Hemispherical Photography as a Tool for Urban Sustainability Evaluation and Design

12 Pages Posted: 13 Sep 2010

See all articles by Paul Osmond

Paul Osmond

University of New South Wales (UNSW) - Faculty of the Built Environment

Date Written: September 13, 2010

Abstract

Hemispherical (fisheye) photography is a convenient indirect method for estimating leaf area index (LAI) a key indicator of vegetation primary production which offers a useful insight into a range of ecosystem services. Fisheye imagery is frequently used to establish the sky view factor or proportion of sky visible from street level, a major determinant of urban microclimate. Analysis of fisheye images also enables calculation of the fractal dimension of surrounding urban surfaces and skylines, which is associated with visual diversity and enables comparison of the character of different urban places. In this case study, hemispherical images taken with a digital camera from the centres of a sample of open spaces in a university campus in Sydney, Australia were analysed using public domain software. The resulting LAI, SVF and fractal dimension data were combined to assess the comparative environmental performance and physical ambience of the relevant areas of the campus. This exploratory research suggests that fisheye photography utilising minimal and inexpensive equipment can support a “fast and frugal” comparative environmental evaluation of urban places, and potentially inform the design of more sustainable places. Such an approach may have particular relevance to rapidly urbanising developing countries where resource-intensive methods can be problematic, especially in the context of climate change mitigation and adaptation.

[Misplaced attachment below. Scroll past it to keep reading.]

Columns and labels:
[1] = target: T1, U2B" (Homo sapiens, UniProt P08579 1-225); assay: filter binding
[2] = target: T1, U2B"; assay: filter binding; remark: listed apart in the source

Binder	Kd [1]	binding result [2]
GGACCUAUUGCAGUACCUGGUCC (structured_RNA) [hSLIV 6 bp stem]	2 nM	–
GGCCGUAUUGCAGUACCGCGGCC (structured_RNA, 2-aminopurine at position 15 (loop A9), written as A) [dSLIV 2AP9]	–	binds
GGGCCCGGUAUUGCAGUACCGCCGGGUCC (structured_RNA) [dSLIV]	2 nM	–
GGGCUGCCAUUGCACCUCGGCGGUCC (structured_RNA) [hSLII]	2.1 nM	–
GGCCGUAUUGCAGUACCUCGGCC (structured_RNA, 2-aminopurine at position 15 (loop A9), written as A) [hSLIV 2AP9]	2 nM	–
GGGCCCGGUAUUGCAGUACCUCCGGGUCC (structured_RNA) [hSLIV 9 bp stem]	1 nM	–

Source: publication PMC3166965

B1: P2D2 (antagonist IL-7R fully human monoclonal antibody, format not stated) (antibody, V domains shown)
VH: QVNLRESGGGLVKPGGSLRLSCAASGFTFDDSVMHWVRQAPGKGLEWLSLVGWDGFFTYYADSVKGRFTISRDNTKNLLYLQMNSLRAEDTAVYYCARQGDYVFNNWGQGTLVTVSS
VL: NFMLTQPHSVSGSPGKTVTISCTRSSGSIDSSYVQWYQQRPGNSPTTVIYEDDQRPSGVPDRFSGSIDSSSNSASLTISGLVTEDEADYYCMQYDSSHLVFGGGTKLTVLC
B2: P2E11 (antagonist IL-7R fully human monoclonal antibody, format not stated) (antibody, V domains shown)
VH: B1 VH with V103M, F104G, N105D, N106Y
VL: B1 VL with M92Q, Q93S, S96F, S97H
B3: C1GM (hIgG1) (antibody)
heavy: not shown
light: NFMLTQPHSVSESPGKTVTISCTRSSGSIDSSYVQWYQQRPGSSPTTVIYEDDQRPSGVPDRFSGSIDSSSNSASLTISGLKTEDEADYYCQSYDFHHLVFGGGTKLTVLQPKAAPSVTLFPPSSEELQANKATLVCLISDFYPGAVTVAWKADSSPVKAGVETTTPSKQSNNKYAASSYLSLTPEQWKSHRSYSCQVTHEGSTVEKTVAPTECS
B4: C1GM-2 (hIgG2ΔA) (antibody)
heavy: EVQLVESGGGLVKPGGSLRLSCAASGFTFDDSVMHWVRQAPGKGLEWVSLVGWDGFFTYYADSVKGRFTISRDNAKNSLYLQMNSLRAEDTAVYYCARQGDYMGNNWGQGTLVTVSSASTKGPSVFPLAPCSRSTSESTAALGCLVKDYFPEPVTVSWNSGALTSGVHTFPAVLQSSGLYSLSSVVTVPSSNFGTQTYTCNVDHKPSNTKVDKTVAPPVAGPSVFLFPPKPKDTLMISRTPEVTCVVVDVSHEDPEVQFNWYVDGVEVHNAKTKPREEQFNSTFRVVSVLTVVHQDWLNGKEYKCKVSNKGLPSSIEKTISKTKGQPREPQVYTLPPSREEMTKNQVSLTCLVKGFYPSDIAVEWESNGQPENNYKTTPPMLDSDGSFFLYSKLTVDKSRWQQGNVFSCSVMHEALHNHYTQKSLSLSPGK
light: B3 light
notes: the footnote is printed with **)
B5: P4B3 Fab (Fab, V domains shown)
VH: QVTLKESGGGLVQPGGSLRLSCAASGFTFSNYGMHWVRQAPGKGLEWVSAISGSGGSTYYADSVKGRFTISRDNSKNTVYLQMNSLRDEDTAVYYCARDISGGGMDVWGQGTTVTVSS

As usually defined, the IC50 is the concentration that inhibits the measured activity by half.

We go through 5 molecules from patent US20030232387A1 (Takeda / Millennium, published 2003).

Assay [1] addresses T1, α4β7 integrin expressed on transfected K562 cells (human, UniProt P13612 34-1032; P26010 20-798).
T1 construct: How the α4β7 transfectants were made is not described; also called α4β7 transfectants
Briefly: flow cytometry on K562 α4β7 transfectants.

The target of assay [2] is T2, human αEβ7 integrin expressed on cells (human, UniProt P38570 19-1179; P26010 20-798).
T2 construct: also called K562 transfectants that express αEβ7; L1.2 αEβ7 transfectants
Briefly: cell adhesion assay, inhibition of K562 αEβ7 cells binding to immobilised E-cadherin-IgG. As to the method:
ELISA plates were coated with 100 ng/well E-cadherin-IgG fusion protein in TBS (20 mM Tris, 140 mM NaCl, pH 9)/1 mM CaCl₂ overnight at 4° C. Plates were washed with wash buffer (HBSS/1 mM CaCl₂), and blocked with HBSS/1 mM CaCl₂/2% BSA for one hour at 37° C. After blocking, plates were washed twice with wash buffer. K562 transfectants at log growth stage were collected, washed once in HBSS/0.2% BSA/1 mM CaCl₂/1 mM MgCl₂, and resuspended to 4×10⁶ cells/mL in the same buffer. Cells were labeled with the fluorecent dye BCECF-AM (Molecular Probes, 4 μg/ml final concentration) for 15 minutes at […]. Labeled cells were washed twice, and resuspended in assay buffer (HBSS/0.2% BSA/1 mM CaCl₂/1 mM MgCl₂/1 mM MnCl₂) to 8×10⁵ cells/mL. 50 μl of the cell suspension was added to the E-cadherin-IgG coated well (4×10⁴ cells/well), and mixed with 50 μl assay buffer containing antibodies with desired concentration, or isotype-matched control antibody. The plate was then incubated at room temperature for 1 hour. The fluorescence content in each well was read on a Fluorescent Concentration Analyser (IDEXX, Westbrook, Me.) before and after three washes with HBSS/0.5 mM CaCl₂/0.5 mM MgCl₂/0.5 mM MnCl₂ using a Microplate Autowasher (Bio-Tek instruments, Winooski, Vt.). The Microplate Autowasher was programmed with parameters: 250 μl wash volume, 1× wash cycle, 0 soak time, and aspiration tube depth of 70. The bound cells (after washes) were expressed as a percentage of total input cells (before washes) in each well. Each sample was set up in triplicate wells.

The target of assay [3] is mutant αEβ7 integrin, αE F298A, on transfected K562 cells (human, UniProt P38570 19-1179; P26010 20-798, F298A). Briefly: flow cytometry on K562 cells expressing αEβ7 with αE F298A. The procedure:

Keywords: Fractal Dimension, Hemispherical Photography, Leaf Area Index, Sky View Factor

Suggested Citation

Osmond, Paul, Hemispherical Photography as a Tool for Urban Sustainability Evaluation and Design (September 13, 2010). OIDA International Journal of Sustainable Development, Vol. 1, No. 9, pp. 63-74, 2010, Available at SSRN: https://ssrn.com/abstract=1676326

Paul Osmond (Contact Author)

University of New South Wales (UNSW) - Faculty of the Built Environment ( email )

4007 The Red Centre
Sydney, New South Wales 2052
Australia

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